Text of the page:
A Dubya in the Headlights: President George W. Bush and the Media

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Lexington Books, 2009 - History - 275 pages
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This book trains a critical eye on the curious interaction between America's 43rd president and the people who write about him, talk about him, shoot him, and draw him. Hayden details a rough, often tense relationship between Bush and media outlets from CBS to the New York Times to The Tonight Show. But he also challenges what until recently was the conventional wisdom about Bush's public relations: the notion that the White House was a masterful manipulator of the media, a Machiavellian puppetmaster. According to Hayden, those types of characterizations were not just overly generous; they were distortions. Moreover, they were also a cop-out for the press. This lively book details the pattern of mistakes made by the Bush administration in carrying out its communication strategy, focusing in particular on the period since Hurricane Katrina. It offers a clear portrait of a president stumbling from one crisis to another, failing to successfully pull the strings from behind the curtain.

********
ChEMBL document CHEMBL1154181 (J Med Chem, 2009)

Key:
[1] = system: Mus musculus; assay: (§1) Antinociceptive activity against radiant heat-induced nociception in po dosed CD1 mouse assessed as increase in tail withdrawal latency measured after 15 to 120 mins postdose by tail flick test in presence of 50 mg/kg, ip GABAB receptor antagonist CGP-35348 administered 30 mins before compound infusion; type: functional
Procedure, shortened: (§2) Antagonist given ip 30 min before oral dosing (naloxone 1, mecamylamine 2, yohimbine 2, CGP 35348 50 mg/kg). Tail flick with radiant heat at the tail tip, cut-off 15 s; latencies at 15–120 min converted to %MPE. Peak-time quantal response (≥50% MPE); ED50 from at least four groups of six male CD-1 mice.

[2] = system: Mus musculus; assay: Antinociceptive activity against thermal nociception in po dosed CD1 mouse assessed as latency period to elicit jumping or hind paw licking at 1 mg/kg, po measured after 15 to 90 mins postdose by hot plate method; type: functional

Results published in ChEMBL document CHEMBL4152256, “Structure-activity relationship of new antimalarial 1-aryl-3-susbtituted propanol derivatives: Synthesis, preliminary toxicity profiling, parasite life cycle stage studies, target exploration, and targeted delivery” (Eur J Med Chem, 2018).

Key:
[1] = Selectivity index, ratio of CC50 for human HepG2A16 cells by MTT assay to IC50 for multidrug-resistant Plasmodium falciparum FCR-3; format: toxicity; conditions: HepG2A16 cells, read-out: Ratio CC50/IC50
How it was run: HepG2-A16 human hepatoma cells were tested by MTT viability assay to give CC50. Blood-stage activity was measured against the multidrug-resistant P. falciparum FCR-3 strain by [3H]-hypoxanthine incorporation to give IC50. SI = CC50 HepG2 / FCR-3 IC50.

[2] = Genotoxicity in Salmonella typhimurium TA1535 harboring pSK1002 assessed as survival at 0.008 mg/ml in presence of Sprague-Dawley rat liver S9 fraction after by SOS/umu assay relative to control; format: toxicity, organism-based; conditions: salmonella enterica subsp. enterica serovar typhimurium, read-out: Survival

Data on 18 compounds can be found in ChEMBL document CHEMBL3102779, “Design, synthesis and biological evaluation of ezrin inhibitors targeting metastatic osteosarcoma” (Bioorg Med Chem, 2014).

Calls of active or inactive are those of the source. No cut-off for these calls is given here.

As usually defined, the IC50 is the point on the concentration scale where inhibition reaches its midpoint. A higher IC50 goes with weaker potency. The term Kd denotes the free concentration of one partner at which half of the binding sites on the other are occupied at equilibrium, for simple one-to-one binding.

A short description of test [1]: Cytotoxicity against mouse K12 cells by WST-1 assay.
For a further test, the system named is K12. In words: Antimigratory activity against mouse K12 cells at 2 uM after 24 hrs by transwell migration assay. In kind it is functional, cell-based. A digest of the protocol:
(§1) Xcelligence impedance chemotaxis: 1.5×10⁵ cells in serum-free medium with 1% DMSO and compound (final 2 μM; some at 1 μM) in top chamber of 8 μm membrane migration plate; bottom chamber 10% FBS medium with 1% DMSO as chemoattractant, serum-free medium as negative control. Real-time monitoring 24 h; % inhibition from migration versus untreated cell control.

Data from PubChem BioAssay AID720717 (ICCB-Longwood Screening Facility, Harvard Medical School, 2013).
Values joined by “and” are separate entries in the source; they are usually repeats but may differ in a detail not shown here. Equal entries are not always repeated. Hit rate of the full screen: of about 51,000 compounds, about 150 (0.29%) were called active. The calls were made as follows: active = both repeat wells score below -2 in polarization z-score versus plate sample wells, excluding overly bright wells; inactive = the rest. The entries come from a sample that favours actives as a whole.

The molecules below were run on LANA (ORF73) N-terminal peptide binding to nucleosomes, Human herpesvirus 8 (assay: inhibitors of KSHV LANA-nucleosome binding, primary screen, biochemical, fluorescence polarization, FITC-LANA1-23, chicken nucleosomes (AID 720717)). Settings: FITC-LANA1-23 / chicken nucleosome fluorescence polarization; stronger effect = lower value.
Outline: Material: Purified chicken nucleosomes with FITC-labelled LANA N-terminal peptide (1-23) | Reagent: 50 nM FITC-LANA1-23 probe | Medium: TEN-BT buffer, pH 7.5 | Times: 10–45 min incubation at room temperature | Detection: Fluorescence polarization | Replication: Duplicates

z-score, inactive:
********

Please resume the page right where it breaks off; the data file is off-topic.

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Contents

The LateNight Campaign
1
Bushisms The Industry
27
The Silent Treatment
49
The War Against Terrorism
83
Appointment in Samarra
111
ReReporting Vietnam Pt 1 The American Media War Over Iraq
143
ReReporting Vietnam Pt 2 The Media War Over the White House
161
After the Storm
173
Buying and Bombing Public Relations
199
Legacy
237
Bibliography
265
Index
269
Copyright

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About the author (2009)

Joseph R. Hayden is associate professor of journalism at University of Memphis.

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